7

I am using the listings package to enter large blocks of code into my document, however I am trying to write a custom command that uses my current settings to do inline code. For example I want to be able to say something like:

To create a new function in Python that took two arguments you would use

\inlinecode{def myFunction(x, y):}

EDIT: Here are is my MWE:

\documentclass{article}
\usepackage{listings,lstautogobble}
\usepackage[usenames,dvipsnames]{color}
\newcommand{\inlinecode}[1]{\begin{lstlisting}#1\end{lstlisting}}

% Custom Python Syntax
\lstset
{
    basicstyle=\small\ttfamily,
    commentstyle=\color{Green},
    keywordstyle=\color{Cerulean},
    frame=L,
    language=python,
    morekeywords={True, False},
    numbers=left,
    numbersep=10pt,
    numberstyle=\footnotesize\color{Gray},
    showstringspaces=false,
    stringstyle=\color{Mulberry},
    tabsize=3,
}

% Color Numbers
\lstset
{
    literate=%
    {0}{{{\color{Orange}0}}}1
    {1}{{{\color{Orange}1}}}1
    {2}{{{\color{Orange}2}}}1
    {3}{{{\color{Orange}3}}}1
    {4}{{{\color{Orange}4}}}1
    {5}{{{\color{Orange}5}}}1
    {6}{{{\color{Orange}6}}}1
    {7}{{{\color{Orange}7}}}1
    {8}{{{\color{Orange}8}}}1
    {9}{{{\color{Orange}9}}}1
}

\begin{document}
    To create a new function in Python that took two arguments you would use \inlinecode{def myFunction(x, y):}
\end{document}

and my new command is:

\newcommand{\inlinecode}[1]{\begin{lstlisting}#1\end{lstlisting}}

however I keep getting this error:

Console Output

I have hardly any experience writing custom commands so I assume that's where my problem is.

  • Welcome to TeX.SX! Please help us to help you and add a minimal working example (MWE) that illustrates your problem. It will be much easier for us to reproduce your situation and find out what the issue is when we see compilable code, starting with \documentclass{...} and ending with \end{document}. – user31729 Apr 16 '15 at 23:18
  • The verbatim content of #1 is to blame, in my point of view – user31729 Apr 16 '15 at 23:30
4

The macro for inputting inline code is \lstinline[option]{<code} Hence use \newcommand{\inlinecode}[1]{\lstinline{#1}}.

\documentclass{article}
\usepackage{listings,lstautogobble}
\usepackage[usenames,dvipsnames]{color}
\newcommand{\inlinecode}[1]{\lstinline{#1}}

% Custom Python Syntax
\lstset
{
    basicstyle=\small\ttfamily,
    commentstyle=\color{Green},
    keywordstyle=\color{Cerulean},
    frame=L,
    language=python,
    morekeywords={True, False},
    numbers=left,
    numbersep=10pt,
    numberstyle=\footnotesize\color{Gray},
    showstringspaces=false,
    stringstyle=\color{Mulberry},
    tabsize=3,
}

% Color Numbers
\lstset
{
    literate=%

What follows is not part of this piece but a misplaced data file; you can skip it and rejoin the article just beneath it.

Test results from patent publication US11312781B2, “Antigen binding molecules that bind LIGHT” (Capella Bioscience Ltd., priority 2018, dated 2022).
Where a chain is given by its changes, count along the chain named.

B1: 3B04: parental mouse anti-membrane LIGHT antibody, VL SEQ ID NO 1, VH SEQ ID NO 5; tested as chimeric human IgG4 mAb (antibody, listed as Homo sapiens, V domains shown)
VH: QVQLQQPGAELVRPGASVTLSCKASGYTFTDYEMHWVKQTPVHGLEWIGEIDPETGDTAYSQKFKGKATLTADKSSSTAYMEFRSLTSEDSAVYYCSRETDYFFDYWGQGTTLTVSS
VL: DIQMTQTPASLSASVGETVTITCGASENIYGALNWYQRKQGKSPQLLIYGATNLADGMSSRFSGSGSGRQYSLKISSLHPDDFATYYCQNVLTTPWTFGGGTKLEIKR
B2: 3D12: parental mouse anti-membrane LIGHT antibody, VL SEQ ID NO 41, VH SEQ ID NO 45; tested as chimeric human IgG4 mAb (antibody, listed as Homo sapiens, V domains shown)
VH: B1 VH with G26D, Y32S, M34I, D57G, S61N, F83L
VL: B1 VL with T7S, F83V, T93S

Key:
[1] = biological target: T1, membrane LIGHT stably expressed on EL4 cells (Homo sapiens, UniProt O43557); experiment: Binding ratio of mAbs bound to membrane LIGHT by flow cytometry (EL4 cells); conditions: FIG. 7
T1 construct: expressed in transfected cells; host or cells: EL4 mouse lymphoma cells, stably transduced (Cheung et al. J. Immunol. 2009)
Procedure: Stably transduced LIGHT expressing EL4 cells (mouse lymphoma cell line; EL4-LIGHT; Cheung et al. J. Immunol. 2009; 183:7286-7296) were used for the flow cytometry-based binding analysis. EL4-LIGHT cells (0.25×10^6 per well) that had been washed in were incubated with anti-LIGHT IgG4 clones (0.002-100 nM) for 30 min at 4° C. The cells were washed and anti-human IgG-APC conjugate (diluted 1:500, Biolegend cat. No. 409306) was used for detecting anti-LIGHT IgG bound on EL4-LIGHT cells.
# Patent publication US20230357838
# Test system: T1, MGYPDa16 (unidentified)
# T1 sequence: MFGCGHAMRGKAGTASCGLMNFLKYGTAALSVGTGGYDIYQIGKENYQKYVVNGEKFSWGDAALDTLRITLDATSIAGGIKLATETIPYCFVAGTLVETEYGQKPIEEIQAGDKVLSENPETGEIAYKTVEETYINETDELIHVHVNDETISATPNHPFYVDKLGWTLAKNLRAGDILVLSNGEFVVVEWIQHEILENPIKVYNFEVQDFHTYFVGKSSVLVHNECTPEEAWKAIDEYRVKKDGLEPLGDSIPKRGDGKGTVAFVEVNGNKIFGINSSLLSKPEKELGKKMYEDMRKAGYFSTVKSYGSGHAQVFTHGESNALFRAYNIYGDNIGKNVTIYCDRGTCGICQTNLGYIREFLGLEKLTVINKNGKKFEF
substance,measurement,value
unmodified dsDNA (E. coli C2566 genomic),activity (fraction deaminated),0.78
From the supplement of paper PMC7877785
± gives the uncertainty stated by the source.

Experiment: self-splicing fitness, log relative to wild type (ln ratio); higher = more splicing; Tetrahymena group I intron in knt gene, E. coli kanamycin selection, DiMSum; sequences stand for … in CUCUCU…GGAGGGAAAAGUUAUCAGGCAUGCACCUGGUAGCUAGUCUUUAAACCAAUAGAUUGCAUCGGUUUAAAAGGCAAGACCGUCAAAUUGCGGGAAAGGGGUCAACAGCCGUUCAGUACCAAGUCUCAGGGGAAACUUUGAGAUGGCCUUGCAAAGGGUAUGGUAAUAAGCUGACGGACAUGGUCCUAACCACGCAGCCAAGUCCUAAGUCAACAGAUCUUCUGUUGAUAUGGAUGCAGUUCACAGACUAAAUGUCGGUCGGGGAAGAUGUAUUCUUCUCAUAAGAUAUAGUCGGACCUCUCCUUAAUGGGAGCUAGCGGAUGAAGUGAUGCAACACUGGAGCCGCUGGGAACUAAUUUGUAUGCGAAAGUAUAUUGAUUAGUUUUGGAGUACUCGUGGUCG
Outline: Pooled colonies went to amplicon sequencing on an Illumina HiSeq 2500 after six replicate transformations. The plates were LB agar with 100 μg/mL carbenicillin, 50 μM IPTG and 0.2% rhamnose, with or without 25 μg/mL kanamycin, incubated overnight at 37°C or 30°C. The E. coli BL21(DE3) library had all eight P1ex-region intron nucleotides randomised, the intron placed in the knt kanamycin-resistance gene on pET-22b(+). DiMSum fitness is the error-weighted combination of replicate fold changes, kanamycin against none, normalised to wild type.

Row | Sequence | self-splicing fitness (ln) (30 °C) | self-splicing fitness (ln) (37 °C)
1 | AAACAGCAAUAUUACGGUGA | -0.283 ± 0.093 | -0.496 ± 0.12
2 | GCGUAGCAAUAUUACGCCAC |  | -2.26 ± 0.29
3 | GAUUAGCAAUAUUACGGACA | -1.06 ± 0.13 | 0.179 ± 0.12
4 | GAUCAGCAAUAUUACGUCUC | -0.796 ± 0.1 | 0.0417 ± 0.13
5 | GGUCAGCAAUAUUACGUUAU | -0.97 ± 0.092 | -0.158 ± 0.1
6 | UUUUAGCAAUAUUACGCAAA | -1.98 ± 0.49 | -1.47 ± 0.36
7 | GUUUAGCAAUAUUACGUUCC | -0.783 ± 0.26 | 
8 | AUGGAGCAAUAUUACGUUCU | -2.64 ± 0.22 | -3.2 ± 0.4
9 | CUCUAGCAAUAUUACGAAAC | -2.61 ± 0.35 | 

{0}{{{\color{Orange}0}}}1
    {1}{{{\color{Orange}1}}}1
    {2}{{{\color{Orange}2}}}1
    {3}{{{\color{Orange}3}}}1
    {4}{{{\color{Orange}4}}}1
    {5}{{{\color{Orange}5}}}1
    {6}{{{\color{Orange}6}}}1
    {7}{{{\color{Orange}7}}}1
    {8}{{{\color{Orange}8}}}1
    {9}{{{\color{Orange}9}}}1
}

\begin{document}
    To create a new function in Python that took two arguments you would use \inlinecode{def myFunction(x, y):}
\end{document}

enter image description here

But why not use \lstinline directly? Or you can simply do \newcommand{\inlinecode}{\lstinline} as suggested by Werner.

  • 4
    In my opinion it would be far better to use \newcommand{\inlinecode}{\lstinline}. This allows you to use \inlinecode{...} or \inlinecode!...! or \inlinecode[<opts>]{...}... – Werner Apr 16 '15 at 23:31
  • @Werner Yes, this is just an attempt to follow OP's way. I will add a note. Thanks – user11232 Apr 16 '15 at 23:33
  • I think defining a custom command is fine, sometimes you want to be able to influence the way code looks, add a compat mode to your document (imagine somebody doesn't have listings package, you can define a switch to fall back to regular ttstyle, and so on). – 1010011010 Apr 16 '15 at 23:39
3

enter image description here

\documentclass{article}
\usepackage{listings,lstautogobble}
\usepackage[usenames,dvipsnames]{color}
\newcommand{\inlinecode}{\lstinline[basicstyle=\ttfamily\normalsize, prebreak=]}

% Custom Python Syntax
\lstset
{
    basicstyle=\small\ttfamily,
    commentstyle=\color{Green},
    keywordstyle=\color{Cerulean},
    frame=L,
    language=python,
    morekeywords={True, False},
    numbers=left,
    numbersep=10pt,
    numberstyle=\footnotesize\color{Gray},
    showstringspaces=false,
    stringstyle=\color{Mulberry},
    tabsize=3,
}

% Color Numbers
\lstset
{
    literate=%
    {0}{{{\color{Orange}0}}}1
    {1}{{{\color{Orange}1}}}1
    {2}{{{\color{Orange}2}}}1
    {3}{{{\color{Orange}3}}}1
    {4}{{{\color{Orange}4}}}1
    {5}{{{\color{Orange}5}}}1
    {6}{{{\color{Orange}6}}}1
    {7}{{{\color{Orange}7}}}1
    {8}{{{\color{Orange}8}}}1
    {9}{{{\color{Orange}9}}}1
}

\begin{document}
    To create a new function in Python that took two arguments you would use \inlinecode{def myFunction(x, y):}
\end{document}

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